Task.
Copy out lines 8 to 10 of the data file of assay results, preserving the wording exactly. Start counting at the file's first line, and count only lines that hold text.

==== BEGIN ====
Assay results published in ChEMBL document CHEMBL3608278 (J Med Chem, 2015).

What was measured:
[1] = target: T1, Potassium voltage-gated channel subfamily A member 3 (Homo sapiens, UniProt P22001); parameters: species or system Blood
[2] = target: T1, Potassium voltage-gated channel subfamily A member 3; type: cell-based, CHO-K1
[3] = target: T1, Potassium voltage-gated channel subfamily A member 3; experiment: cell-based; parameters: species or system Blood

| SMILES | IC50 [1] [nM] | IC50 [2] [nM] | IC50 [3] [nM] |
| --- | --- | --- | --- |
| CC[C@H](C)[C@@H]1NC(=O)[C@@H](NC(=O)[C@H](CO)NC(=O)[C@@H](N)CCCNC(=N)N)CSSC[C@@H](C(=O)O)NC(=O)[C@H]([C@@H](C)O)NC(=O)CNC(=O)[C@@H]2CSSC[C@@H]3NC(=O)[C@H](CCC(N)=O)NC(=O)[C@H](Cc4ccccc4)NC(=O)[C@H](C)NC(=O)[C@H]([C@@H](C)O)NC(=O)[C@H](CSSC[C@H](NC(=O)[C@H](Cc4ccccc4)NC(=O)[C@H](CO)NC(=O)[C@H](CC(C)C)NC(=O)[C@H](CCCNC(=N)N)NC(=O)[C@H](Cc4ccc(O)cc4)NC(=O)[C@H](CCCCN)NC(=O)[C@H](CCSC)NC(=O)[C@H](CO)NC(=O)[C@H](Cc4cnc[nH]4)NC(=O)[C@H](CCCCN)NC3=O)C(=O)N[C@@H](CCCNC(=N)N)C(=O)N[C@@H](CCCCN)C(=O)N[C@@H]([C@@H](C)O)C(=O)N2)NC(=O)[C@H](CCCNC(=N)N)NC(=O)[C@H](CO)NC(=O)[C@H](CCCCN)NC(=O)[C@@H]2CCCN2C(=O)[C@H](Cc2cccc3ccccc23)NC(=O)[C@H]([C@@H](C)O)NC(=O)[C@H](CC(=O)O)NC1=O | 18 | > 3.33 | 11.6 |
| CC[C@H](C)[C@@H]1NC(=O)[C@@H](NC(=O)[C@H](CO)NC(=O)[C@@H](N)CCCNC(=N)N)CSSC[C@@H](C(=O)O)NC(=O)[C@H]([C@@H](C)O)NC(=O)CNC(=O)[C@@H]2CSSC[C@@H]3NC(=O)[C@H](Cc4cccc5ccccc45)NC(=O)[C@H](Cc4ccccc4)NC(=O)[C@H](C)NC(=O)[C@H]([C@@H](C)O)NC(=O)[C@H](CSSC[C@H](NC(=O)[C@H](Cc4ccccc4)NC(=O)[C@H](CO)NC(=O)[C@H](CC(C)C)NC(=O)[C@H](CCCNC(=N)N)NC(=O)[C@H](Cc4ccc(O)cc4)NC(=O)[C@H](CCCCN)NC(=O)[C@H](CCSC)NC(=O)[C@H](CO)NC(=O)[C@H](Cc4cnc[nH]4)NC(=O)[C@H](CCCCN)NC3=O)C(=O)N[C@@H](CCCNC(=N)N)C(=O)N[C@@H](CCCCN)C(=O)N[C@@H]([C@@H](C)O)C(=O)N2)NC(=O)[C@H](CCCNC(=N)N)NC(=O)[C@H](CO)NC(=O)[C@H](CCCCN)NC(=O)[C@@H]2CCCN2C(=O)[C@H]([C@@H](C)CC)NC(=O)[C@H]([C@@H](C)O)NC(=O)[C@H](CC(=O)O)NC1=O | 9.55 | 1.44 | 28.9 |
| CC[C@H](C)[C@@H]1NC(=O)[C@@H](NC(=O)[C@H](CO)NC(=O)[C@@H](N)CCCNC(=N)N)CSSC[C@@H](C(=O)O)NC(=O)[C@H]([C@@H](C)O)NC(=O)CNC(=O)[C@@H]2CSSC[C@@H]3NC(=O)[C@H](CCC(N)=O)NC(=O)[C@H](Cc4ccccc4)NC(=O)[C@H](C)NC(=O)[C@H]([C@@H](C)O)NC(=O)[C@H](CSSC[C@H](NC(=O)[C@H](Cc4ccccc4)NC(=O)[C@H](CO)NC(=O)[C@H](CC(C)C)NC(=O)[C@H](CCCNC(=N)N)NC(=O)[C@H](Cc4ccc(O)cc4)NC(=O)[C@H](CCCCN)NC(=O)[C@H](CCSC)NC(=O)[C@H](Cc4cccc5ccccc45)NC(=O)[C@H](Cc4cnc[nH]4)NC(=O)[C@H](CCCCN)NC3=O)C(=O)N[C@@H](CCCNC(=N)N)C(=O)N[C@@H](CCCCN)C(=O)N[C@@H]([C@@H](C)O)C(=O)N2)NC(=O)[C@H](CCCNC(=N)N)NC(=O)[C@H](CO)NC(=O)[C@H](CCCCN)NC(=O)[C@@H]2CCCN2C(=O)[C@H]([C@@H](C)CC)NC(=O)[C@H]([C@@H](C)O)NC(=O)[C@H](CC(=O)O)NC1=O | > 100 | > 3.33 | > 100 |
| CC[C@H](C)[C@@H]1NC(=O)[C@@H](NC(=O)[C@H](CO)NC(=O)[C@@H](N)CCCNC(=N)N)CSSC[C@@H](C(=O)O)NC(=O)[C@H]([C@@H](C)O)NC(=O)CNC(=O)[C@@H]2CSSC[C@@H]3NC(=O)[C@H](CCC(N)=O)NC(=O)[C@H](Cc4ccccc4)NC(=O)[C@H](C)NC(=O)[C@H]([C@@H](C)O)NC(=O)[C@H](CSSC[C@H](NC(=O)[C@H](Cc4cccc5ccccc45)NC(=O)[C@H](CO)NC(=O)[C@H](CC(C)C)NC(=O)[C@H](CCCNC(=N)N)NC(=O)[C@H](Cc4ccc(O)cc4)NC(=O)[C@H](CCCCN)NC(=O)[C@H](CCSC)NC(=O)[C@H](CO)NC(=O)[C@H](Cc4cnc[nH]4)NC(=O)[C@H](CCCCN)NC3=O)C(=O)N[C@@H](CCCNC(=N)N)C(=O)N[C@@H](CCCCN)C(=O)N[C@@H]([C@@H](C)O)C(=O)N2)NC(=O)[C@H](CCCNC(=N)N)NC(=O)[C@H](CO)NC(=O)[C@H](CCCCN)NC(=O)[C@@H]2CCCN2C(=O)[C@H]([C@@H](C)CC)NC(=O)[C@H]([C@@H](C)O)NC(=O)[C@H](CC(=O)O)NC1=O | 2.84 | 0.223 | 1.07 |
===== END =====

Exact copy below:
| CC[C@H](C)[C@@H]1NC(=O)[C@@H](NC(=O)[C@H](CO)NC(=O)[C@@H](N)CCCNC(=N)N)CSSC[C@@H](C(=O)O)NC(=O)[C@H]([C@@H](C)O)NC(=O)CNC(=O)[C@@H]2CSSC[C@@H]3NC(=O)[C@H](CCC(N)=O)NC(=O)[C@H](Cc4ccccc4)NC(=O)[C@H](C)NC(=O)[C@H]([C@@H](C)O)NC(=O)[C@H](CSSC[C@H](NC(=O)[C@H](Cc4ccccc4)NC(=O)[C@H](CO)NC(=O)[C@H](CC(C)C)NC(=O)[C@H](CCCNC(=N)N)NC(=O)[C@H](Cc4ccc(O)cc4)NC(=O)[C@H](CCCCN)NC(=O)[C@H](CCSC)NC(=O)[C@H](CO)NC(=O)[C@H](Cc4cnc[nH]4)NC(=O)[C@H](CCCCN)NC3=O)C(=O)N[C@@H](CCCNC(=N)N)C(=O)N[C@@H](CCCCN)C(=O)N[C@@H]([C@@H](C)O)C(=O)N2)NC(=O)[C@H](CCCNC(=N)N)NC(=O)[C@H](CO)NC(=O)[C@H](CCCCN)NC(=O)[C@@H]2CCCN2C(=O)[C@H](Cc2cccc3ccccc23)NC(=O)[C@H]([C@@H](C)O)NC(=O)[C@H](CC(=O)O)NC1=O | 18 | > 3.33 | 11.6 |
| CC[C@H](C)[C@@H]1NC(=O)[C@@H](NC(=O)[C@H](CO)NC(=O)[C@@H](N)CCCNC(=N)N)CSSC[C@@H](C(=O)O)NC(=O)[C@H]([C@@H](C)O)NC(=O)CNC(=O)[C@@H]2CSSC[C@@H]3NC(=O)[C@H](Cc4cccc5ccccc45)NC(=O)[C@H](Cc4ccccc4)NC(=O)[C@H](C)NC(=O)[C@H]([C@@H](C)O)NC(=O)[C@H](CSSC[C@H](NC(=O)[C@H](Cc4ccccc4)NC(=O)[C@H](CO)NC(=O)[C@H](CC(C)C)NC(=O)[C@H](CCCNC(=N)N)NC(=O)[C@H](Cc4ccc(O)cc4)NC(=O)[C@H](CCCCN)NC(=O)[C@H](CCSC)NC(=O)[C@H](CO)NC(=O)[C@H](Cc4cnc[nH]4)NC(=O)[C@H](CCCCN)NC3=O)C(=O)N[C@@H](CCCNC(=N)N)C(=O)N[C@@H](CCCCN)C(=O)N[C@@H]([C@@H](C)O)C(=O)N2)NC(=O)[C@H](CCCNC(=N)N)NC(=O)[C@H](CO)NC(=O)[C@H](CCCCN)NC(=O)[C@@H]2CCCN2C(=O)[C@H]([C@@H](C)CC)NC(=O)[C@H]([C@@H](C)O)NC(=O)[C@H](CC(=O)O)NC1=O | 9.55 | 1.44 | 28.9 |
| CC[C@H](C)[C@@H]1NC(=O)[C@@H](NC(=O)[C@H](CO)NC(=O)[C@@H](N)CCCNC(=N)N)CSSC[C@@H](C(=O)O)NC(=O)[C@H]([C@@H](C)O)NC(=O)CNC(=O)[C@@H]2CSSC[C@@H]3NC(=O)[C@H](CCC(N)=O)NC(=O)[C@H](Cc4ccccc4)NC(=O)[C@H](C)NC(=O)[C@H]([C@@H](C)O)NC(=O)[C@H](CSSC[C@H](NC(=O)[C@H](Cc4ccccc4)NC(=O)[C@H](CO)NC(=O)[C@H](CC(C)C)NC(=O)[C@H](CCCNC(=N)N)NC(=O)[C@H](Cc4ccc(O)cc4)NC(=O)[C@H](CCCCN)NC(=O)[C@H](CCSC)NC(=O)[C@H](Cc4cccc5ccccc45)NC(=O)[C@H](Cc4cnc[nH]4)NC(=O)[C@H](CCCCN)NC3=O)C(=O)N[C@@H](CCCNC(=N)N)C(=O)N[C@@H](CCCCN)C(=O)N[C@@H]([C@@H](C)O)C(=O)N2)NC(=O)[C@H](CCCNC(=N)N)NC(=O)[C@H](CO)NC(=O)[C@H](CCCCN)NC(=O)[C@@H]2CCCN2C(=O)[C@H]([C@@H](C)CC)NC(=O)[C@H]([C@@H](C)O)NC(=O)[C@H](CC(=O)O)NC1=O | > 100 | > 3.33 | > 100 |